The Stock Ramp Is Just More Deja Vu "Insanity" Warns Morgan Stanley

Tyler Durden's picture

When Morgan Stanley now agrees with most of what Zero Hedge has been saying (especially when it earlier announced that a short covering rally in the EURUSD is imminent, as we have been warning for the past two weeks), it may be time to get concerned. From Morgan Stanley: "Most investors I speak with concur with the view that growth is likely to be below trend for the next several years thanks to deleveraging and a more stringent regulatory environment. However, there is quite a bit of excitement over the probability of QE3 being implemented at some point during 2Q. Exhibit 5 shows just how excited stock investors seem to be getting over this prospect, especially in relation to their fixed income peers. But, this is almost always the case when animal spirits get going. The last time I pointed out such a divergence (October of last year), the SPX had a swift 10% correction over the proceeding 3 weeks. I have no idea whether we are likely to get such a correctly immediately, but I sure can’t rule it out and I am pretty confident you won’t be able to get out of the way unscathed. Just  another reason for why I want to be paired off right now." Also, this time will never be different: "Didn’t we learn anything from the Japanese experience of the past 20 years! I might be more on board with the program if I thought we were making real progress on the things that matter for sustainable organic growth. Unfortunately, I just don’t see it."

Morgan Stanley's Mike Wilson

Insanity

Wasn’t it just a year ago that we had the exact same set-up? Growth was slowing, Greece was close to default and there was unrest in Middle East. I guess one could argue China is no longer tightening policy and Europe is closer to the end of their crisis. On the other hand, earnings growth in the US is now decelerating and likely to get worse over the next several quarters. Furthermore, the political environment in the US has rarely been more charged and bipartisan than it is today. The S&P500 is trading almost exactly where it was at this time last year, but with a lower multiple. This is the direct result of higher earnings in 2011 than 2010 but with the prospect of lower growth going forward. This makes sense to me. Most investors I speak with concur with the view that growth is likely to be below trend for the next several years thanks to deleveraging and a more stringent regulatory environment. However, there is quite a bit of excitement over the probability of QE3 being implemented at some point during 2Q. Exhibit 5 shows just how excited stock investors seem to be getting over this prospect, especially in relation to their fixed income peers. But, this is almost always the case when animal spirits get going. The last time I pointed out such a divergence (October of last year), the SPX had a swift 10% correction over the proceeding 3 weeks. I have no idea whether we are likely to get such a correctly immediately, but I sure can’t rule it out and I am pretty confident you won’t be able to get out of the way unscathed. Just  another reason for why I want to be paired off right now.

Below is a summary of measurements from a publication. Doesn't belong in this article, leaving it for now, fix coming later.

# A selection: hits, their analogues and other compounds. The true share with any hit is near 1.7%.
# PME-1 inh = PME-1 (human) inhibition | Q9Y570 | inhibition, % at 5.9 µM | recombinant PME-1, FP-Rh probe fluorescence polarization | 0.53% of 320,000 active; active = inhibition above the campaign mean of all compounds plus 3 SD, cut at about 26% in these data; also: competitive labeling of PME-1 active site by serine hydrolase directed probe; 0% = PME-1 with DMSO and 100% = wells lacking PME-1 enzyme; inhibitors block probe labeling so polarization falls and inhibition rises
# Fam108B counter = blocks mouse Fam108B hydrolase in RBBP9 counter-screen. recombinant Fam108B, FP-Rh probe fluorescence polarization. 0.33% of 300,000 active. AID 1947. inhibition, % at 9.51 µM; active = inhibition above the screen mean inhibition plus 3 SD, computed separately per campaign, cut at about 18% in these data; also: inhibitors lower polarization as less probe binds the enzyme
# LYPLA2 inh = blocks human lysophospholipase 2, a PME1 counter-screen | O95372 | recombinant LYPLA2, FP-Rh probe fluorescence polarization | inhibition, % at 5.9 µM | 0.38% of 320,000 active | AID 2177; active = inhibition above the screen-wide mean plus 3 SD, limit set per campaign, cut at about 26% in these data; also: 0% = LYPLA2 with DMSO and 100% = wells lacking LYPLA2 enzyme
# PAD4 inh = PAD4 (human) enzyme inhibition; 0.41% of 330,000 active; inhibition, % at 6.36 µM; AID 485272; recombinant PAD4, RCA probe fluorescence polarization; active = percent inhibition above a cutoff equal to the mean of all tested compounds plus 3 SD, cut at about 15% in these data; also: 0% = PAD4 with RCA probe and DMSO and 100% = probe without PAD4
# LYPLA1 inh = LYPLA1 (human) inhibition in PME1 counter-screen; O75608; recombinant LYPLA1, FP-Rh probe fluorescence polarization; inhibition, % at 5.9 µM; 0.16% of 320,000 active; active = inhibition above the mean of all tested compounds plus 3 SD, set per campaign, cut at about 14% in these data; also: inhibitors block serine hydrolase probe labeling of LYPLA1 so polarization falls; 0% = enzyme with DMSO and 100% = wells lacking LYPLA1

I’d like to end this week’s note with a quote from Albert Einstein who said “Insanity is doing the same thing over and over again expecting a different outcome.” I feel like this is exactly where we are today with respect to the policy choices being made all over the world. Do we really think the result of QE3 is going to be any different than QE2? Or that the second European LTRO is going to end up resolving Europe’s solvency problems simply because the Fed is now supporting a larger effort via its open swaps line? Didn’t we learn anything from the Japanese experience of the past 20 years! I might be more on board with the program if I thought we were making real progress on the things that matter for sustainable organic growth. Unfortunately, I just don’t see it. While I am watching many things to determine if the facts are actually changing, there is one metric in particular that has to turn for me to get more constructive fundamentally. I am talking about personal income growth excluding government transfers. Until this shows some signs of life, I will remain highly skeptical that additional policy stimulus will end differently than what we have recently experienced. Exhibit 6 tells the sad story of our current plight and how this current rally will likely end. Until then, I will look forward to my next lunch with Adam Parker.